Going to cash dividends, plays into a longer term plan to generate sufficient cash flow within registered accounts to fund minimum withdrawals (at a later date) to reduce the need to sell stock at a bad time solely to meet minimum withdrawal requirements. For now, I pool the dividends across stocks and decide what and when to buy additional stocks (mostly dividend producing but some growth). It is more work than just letting the DRIPS ride but I have always had a keen interest in the markets and I enjoy doing the research and following a core group of companies. If you don’t want to spend much time in the markets, I think synthetic DRIPS is a good way to go which gives you a bit of both worlds (stock purchases + cash). My 2 cents worth.


    1. I appreciate your input! I think for now, trying the synthetic DRIP will be a good way to gain some experience until I get better with timing. Thus far, I think I’m a bit too impatient with wanting buy stocks and grow my portfolio rather than waiting for a good price to enter.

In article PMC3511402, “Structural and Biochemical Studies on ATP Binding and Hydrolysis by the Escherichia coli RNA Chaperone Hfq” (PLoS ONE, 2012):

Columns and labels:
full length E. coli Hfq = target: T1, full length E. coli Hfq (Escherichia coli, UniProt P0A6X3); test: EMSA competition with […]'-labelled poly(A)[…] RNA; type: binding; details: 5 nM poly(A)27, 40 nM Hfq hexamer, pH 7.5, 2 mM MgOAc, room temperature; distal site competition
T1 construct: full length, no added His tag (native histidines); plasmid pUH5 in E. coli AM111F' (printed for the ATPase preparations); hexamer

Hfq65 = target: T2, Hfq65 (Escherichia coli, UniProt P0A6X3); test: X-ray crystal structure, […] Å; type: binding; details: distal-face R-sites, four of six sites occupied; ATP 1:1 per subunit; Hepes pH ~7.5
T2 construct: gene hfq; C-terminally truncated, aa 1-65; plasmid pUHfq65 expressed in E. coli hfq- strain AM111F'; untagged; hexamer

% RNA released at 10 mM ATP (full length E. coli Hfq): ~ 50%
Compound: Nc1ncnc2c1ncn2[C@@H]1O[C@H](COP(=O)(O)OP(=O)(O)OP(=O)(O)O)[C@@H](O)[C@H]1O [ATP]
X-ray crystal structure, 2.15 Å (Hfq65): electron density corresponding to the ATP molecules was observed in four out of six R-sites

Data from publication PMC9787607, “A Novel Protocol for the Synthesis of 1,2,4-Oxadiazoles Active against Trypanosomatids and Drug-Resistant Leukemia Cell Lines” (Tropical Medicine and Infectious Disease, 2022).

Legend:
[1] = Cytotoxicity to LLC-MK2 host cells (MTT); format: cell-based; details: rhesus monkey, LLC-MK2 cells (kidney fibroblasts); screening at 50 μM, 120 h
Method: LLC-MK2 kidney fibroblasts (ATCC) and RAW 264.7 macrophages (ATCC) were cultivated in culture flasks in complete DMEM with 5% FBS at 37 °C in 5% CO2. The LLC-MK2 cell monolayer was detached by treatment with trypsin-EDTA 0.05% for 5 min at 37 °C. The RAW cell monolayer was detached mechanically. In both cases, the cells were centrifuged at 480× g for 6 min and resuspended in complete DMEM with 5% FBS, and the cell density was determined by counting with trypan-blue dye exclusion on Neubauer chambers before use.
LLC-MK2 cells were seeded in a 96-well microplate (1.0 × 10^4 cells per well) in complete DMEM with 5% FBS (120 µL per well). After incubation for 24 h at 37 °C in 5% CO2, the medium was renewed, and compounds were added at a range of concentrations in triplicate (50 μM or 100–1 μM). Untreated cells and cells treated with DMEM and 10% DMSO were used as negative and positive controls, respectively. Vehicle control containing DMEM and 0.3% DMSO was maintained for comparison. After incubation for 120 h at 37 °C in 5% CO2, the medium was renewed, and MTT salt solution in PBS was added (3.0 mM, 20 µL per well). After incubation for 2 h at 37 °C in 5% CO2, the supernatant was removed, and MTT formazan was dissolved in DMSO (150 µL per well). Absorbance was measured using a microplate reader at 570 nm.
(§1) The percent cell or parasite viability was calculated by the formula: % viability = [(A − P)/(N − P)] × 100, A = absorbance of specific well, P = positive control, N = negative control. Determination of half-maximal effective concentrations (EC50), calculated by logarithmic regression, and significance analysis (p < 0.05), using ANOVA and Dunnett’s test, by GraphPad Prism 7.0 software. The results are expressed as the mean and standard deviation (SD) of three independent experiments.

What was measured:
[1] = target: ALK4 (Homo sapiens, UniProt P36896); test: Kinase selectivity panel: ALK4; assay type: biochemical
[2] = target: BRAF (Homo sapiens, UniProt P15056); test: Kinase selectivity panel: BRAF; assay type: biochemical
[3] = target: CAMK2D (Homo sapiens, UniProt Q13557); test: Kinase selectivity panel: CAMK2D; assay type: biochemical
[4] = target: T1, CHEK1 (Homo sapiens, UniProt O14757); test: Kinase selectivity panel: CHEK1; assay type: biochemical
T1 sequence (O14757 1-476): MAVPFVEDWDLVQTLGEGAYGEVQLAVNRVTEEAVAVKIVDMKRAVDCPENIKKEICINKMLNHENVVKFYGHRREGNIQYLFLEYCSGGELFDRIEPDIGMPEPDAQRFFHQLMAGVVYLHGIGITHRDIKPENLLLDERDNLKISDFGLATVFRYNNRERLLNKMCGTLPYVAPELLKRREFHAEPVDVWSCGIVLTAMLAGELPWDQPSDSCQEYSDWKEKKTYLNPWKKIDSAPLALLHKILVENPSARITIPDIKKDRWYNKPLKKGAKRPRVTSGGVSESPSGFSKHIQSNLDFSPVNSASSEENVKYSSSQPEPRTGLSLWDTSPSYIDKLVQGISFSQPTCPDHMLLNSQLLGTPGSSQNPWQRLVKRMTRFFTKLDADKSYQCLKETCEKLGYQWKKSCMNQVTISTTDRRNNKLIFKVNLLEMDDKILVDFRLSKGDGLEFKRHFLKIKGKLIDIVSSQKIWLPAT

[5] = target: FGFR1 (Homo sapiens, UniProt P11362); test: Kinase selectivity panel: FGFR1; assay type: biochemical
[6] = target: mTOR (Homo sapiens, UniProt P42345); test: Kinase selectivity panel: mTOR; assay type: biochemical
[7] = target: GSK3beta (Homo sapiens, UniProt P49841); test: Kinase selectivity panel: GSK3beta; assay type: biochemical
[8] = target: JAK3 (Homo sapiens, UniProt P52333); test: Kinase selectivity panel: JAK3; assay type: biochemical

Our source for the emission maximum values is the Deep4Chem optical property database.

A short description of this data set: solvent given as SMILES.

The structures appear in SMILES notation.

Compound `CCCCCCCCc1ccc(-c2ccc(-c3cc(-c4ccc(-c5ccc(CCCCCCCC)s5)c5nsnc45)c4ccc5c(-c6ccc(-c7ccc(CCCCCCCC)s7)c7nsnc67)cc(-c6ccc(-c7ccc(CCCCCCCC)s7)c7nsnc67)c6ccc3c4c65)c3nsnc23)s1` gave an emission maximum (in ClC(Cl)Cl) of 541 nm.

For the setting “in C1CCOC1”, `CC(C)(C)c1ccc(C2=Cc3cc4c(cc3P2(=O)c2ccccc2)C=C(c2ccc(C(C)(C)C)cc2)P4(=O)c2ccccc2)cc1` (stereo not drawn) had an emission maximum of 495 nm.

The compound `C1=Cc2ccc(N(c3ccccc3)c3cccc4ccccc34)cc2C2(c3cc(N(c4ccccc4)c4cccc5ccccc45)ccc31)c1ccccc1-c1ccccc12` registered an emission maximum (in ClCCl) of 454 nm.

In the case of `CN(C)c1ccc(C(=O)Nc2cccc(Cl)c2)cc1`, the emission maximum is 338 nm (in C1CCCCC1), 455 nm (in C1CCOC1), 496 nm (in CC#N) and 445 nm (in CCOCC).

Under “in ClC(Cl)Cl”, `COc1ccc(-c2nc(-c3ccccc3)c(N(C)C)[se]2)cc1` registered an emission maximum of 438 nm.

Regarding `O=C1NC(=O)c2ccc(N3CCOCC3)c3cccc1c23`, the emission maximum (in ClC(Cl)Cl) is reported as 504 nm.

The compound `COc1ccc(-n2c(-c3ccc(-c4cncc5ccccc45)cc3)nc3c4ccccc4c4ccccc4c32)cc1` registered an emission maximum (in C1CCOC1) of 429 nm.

2. Great work Steve. You are being more strategic with your dividends paid out as cash. Until I own more shares in the companies I DRIP, I will probably keep my DRIP taps in the “on” position for some time.

      That said, in the coming years, I will “turn off” my DRIPs since I want to live off those dividends in my taxable account and prior to doing that, I might use the dividends paid out to fund my cash TFSA contributions going forward. This way, I can more slowly draw down my RRSP and keep funding my TFSA every year with cash dividends from taxable going into TFSA for more CDN stock or CDN ETF purchases.

      I might consider that in the coming year or two since our semi-retirement days are hopefully only 5 years out, maybe less.

      Great comment.

  3. What are your thoughts on synthetic DRIPs for early portfolio building or focusing the dividends on expanding the portfolio horizontally given the current market prices?